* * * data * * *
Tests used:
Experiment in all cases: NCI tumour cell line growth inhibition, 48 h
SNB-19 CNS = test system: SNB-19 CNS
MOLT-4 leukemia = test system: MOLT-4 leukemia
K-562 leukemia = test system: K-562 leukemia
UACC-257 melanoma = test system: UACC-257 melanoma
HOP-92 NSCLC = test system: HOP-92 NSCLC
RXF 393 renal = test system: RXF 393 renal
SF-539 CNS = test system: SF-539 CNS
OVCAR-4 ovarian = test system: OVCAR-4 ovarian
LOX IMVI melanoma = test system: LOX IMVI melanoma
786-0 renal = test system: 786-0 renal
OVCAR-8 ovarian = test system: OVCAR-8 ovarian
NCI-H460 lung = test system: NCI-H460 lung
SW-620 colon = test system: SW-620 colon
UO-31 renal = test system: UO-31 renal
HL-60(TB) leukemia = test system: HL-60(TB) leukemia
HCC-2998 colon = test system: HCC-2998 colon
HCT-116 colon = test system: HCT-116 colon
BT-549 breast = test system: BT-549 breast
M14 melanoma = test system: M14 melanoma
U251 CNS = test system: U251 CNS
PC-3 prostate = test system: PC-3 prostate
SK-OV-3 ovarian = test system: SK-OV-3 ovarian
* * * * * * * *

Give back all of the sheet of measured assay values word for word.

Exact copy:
Tests used:
Experiment in all cases: NCI tumour cell line growth inhibition, 48 h
SNB-19 CNS = test system: SNB-19 CNS
MOLT-4 leukemia = test system: MOLT-4 leukemia
K-562 leukemia = test system: K-562 leukemia
UACC-257 melanoma = test system: UACC-257 melanoma
HOP-92 NSCLC = test system: HOP-92 NSCLC
RXF 393 renal = test system: RXF 393 renal
SF-539 CNS = test system: SF-539 CNS
OVCAR-4 ovarian = test system: OVCAR-4 ovarian
LOX IMVI melanoma = test system: LOX IMVI melanoma
786-0 renal = test system: 786-0 renal
OVCAR-8 ovarian = test system: OVCAR-8 ovarian
NCI-H460 lung = test system: NCI-H460 lung
SW-620 colon = test system: SW-620 colon
UO-31 renal = test system: UO-31 renal
HL-60(TB) leukemia = test system: HL-60(TB) leukemia
HCC-2998 colon = test system: HCC-2998 colon
HCT-116 colon = test system: HCT-116 colon
BT-549 breast = test system: BT-549 breast
M14 melanoma = test system: M14 melanoma
U251 CNS = test system: U251 CNS
PC-3 prostate = test system: PC-3 prostate
SK-OV-3 ovarian = test system: SK-OV-3 ovarian